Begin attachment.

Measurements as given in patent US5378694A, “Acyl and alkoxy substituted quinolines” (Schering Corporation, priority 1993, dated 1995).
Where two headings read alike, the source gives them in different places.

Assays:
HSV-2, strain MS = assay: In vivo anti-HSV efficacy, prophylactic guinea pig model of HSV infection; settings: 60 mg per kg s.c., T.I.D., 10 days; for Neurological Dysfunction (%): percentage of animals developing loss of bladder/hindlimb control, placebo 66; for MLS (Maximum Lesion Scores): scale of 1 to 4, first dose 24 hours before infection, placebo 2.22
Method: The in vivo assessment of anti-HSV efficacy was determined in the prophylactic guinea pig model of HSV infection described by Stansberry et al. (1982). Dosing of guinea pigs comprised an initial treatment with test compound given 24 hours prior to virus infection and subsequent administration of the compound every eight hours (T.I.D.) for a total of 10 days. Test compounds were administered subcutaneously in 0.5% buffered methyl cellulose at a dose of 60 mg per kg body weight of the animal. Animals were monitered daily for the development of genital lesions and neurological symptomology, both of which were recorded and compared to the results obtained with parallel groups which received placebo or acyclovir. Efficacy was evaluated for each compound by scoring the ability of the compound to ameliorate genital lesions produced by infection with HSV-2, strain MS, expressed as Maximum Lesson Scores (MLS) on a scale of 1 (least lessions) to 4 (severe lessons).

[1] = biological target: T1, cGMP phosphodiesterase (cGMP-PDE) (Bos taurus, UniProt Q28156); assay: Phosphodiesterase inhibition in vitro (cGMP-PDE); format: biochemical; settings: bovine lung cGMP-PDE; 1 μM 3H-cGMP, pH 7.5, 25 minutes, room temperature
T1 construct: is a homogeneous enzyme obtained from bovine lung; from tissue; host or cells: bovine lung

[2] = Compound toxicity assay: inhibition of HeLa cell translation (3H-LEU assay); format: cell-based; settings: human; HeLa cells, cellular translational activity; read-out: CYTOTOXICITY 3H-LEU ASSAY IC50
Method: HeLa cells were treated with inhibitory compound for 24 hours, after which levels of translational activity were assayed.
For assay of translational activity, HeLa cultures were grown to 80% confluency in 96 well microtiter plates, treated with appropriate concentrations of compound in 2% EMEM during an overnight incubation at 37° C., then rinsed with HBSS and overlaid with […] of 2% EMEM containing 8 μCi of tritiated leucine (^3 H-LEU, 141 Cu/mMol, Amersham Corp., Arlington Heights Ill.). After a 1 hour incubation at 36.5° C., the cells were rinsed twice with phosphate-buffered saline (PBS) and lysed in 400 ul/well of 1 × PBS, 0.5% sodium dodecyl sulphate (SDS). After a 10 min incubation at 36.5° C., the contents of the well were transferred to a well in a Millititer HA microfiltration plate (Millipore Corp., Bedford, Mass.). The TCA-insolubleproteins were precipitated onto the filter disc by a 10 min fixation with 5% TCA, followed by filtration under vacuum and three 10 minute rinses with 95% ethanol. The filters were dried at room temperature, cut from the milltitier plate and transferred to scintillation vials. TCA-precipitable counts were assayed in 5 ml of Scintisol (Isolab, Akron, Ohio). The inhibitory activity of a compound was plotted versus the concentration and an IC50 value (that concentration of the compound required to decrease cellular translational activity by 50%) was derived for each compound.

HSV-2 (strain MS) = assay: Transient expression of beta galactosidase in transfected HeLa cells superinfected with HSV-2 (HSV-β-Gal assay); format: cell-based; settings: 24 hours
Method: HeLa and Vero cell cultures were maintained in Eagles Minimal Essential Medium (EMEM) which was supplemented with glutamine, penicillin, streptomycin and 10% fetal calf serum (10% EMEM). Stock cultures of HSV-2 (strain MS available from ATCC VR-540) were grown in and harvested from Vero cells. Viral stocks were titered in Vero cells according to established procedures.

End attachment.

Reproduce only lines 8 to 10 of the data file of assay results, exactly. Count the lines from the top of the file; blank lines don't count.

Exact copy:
[2] = Compound toxicity assay: inhibition of HeLa cell translation (3H-LEU assay); format: cell-based; settings: human; HeLa cells, cellular translational activity; read-out: CYTOTOXICITY 3H-LEU ASSAY IC50
Method: HeLa cells were treated with inhibitory compound for 24 hours, after which levels of translational activity were assayed.
For assay of translational activity, HeLa cultures were grown to 80% confluency in 96 well microtiter plates, treated with appropriate concentrations of compound in 2% EMEM during an overnight incubation at 37° C., then rinsed with HBSS and overlaid with […] of 2% EMEM containing 8 μCi of tritiated leucine (^3 H-LEU, 141 Cu/mMol, Amersham Corp., Arlington Heights Ill.). After a 1 hour incubation at 36.5° C., the cells were rinsed twice with phosphate-buffered saline (PBS) and lysed in 400 ul/well of 1 × PBS, 0.5% sodium dodecyl sulphate (SDS). After a 10 min incubation at 36.5° C., the contents of the well were transferred to a well in a Millititer HA microfiltration plate (Millipore Corp., Bedford, Mass.). The TCA-insolubleproteins were precipitated onto the filter disc by a 10 min fixation with 5% TCA, followed by filtration under vacuum and three 10 minute rinses with 95% ethanol. The filters were dried at room temperature, cut from the milltitier plate and transferred to scintillation vials. TCA-precipitable counts were assayed in 5 ml of Scintisol (Isolab, Akron, Ohio). The inhibitory activity of a compound was plotted versus the concentration and an IC50 value (that concentration of the compound required to decrease cellular translational activity by 50%) was derived for each compound.